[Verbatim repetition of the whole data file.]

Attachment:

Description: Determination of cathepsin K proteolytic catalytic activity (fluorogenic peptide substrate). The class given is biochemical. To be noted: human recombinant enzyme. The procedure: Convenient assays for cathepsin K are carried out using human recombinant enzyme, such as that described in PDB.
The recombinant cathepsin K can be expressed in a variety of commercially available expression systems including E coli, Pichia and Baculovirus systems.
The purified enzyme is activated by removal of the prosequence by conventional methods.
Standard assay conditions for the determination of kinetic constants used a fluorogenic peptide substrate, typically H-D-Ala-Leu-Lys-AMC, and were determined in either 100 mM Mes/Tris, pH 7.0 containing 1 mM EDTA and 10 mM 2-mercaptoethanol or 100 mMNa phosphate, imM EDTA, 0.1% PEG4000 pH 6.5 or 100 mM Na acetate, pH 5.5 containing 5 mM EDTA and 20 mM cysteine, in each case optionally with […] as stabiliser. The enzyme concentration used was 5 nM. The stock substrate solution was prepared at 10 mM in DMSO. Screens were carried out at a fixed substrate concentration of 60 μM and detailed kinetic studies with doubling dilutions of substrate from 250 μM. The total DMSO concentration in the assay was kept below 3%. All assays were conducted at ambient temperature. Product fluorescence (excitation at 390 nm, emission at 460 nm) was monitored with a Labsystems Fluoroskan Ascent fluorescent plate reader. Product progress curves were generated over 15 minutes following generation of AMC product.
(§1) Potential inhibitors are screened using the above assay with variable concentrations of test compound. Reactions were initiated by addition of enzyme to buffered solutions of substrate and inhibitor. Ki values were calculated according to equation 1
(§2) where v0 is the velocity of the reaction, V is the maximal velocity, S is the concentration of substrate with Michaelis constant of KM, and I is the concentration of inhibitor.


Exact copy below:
Description: Determination of cathepsin K proteolytic catalytic activity (fluorogenic peptide substrate). The class given is biochemical. To be noted: human recombinant enzyme. The procedure: Convenient assays for cathepsin K are carried out using human recombinant enzyme, such as that described in PDB.
The recombinant cathepsin K can be expressed in a variety of commercially available expression systems including E coli, Pichia and Baculovirus systems.
The purified enzyme is activated by removal of the prosequence by conventional methods.
Standard assay conditions for the determination of kinetic constants used a fluorogenic peptide substrate, typically H-D-Ala-Leu-Lys-AMC, and were determined in either 100 mM Mes/Tris, pH 7.0 containing 1 mM EDTA and 10 mM 2-mercaptoethanol or 100 mMNa phosphate, imM EDTA, 0.1% PEG4000 pH 6.5 or 100 mM Na acetate, pH 5.5 containing 5 mM EDTA and 20 mM cysteine, in each case optionally with […] as stabiliser. The enzyme concentration used was 5 nM. The stock substrate solution was prepared at 10 mM in DMSO. Screens were carried out at a fixed substrate concentration of 60 μM and detailed kinetic studies with doubling dilutions of substrate from 250 μM. The total DMSO concentration in the assay was kept below 3%. All assays were conducted at ambient temperature. Product fluorescence (excitation at 390 nm, emission at 460 nm) was monitored with a Labsystems Fluoroskan Ascent fluorescent plate reader. Product progress curves were generated over 15 minutes following generation of AMC product.
(§1) Potential inhibitors are screened using the above assay with variable concentrations of test compound. Reactions were initiated by addition of enzyme to buffered solutions of substrate and inhibitor. Ki values were calculated according to equation 1
(§2) where v0 is the velocity of the reaction, V is the maximal velocity, S is the concentration of substrate with Michaelis constant of KM, and I is the concentration of inhibitor.